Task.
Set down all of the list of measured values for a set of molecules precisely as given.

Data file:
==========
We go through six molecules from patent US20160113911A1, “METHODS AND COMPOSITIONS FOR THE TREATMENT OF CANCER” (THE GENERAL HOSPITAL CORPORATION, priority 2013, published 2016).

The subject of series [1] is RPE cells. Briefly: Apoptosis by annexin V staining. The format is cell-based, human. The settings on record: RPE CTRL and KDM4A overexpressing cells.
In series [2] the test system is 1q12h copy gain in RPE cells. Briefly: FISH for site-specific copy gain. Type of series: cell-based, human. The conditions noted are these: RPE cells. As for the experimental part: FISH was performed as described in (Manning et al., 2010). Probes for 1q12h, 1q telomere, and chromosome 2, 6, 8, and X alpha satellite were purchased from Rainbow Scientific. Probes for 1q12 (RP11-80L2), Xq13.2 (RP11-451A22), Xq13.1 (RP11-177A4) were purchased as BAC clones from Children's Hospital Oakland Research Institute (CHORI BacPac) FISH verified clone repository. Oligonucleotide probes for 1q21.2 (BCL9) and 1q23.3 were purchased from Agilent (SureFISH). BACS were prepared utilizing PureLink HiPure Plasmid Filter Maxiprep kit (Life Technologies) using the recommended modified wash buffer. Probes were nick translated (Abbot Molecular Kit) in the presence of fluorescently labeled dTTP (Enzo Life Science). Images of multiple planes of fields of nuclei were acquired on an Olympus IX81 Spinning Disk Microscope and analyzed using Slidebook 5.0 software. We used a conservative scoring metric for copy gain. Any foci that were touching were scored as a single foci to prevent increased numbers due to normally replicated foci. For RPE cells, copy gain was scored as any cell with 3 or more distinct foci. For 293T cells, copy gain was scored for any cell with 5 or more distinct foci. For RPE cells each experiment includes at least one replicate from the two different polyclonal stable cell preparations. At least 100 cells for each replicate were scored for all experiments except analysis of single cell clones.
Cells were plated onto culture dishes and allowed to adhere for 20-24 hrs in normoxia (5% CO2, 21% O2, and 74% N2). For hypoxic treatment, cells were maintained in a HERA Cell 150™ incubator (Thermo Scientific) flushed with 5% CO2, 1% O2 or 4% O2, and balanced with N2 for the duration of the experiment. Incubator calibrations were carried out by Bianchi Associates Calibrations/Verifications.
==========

We go through six molecules from patent US20160113911A1, “METHODS AND COMPOSITIONS FOR THE TREATMENT OF CANCER” (THE GENERAL HOSPITAL CORPORATION, priority 2013, published 2016).

The subject of series [1] is RPE cells. Briefly: Apoptosis by annexin V staining. The format is cell-based, human. The settings on record: RPE CTRL and KDM4A overexpressing cells.
In series [2] the test system is 1q12h copy gain in RPE cells. Briefly: FISH for site-specific copy gain. Type of series: cell-based, human. The conditions noted are these: RPE cells. As for the experimental part: FISH was performed as described in (Manning et al., 2010). Probes for 1q12h, 1q telomere, and chromosome 2, 6, 8, and X alpha satellite were purchased from Rainbow Scientific. Probes for 1q12 (RP11-80L2), Xq13.2 (RP11-451A22), Xq13.1 (RP11-177A4) were purchased as BAC clones from Children's Hospital Oakland Research Institute (CHORI BacPac) FISH verified clone repository. Oligonucleotide probes for 1q21.2 (BCL9) and 1q23.3 were purchased from Agilent (SureFISH). BACS were prepared utilizing PureLink HiPure Plasmid Filter Maxiprep kit (Life Technologies) using the recommended modified wash buffer. Probes were nick translated (Abbot Molecular Kit) in the presence of fluorescently labeled dTTP (Enzo Life Science). Images of multiple planes of fields of nuclei were acquired on an Olympus IX81 Spinning Disk Microscope and analyzed using Slidebook 5.0 software. We used a conservative scoring metric for copy gain. Any foci that were touching were scored as a single foci to prevent increased numbers due to normally replicated foci. For RPE cells, copy gain was scored as any cell with 3 or more distinct foci. For 293T cells, copy gain was scored for any cell with 5 or more distinct foci. For RPE cells each experiment includes at least one replicate from the two different polyclonal stable cell preparations. At least 100 cells for each replicate were scored for all experiments except analysis of single cell clones.
Cells were plated onto culture dishes and allowed to adhere for 20-24 hrs in normoxia (5% CO2, 21% O2, and 74% N2). For hypoxic treatment, cells were maintained in a HERA Cell 150™ incubator (Thermo Scientific) flushed with 5% CO2, 1% O2 or 4% O2, and balanced with N2 for the duration of the experiment. Incubator calibrations were carried out by Bianchi Associates Calibrations/Verifications.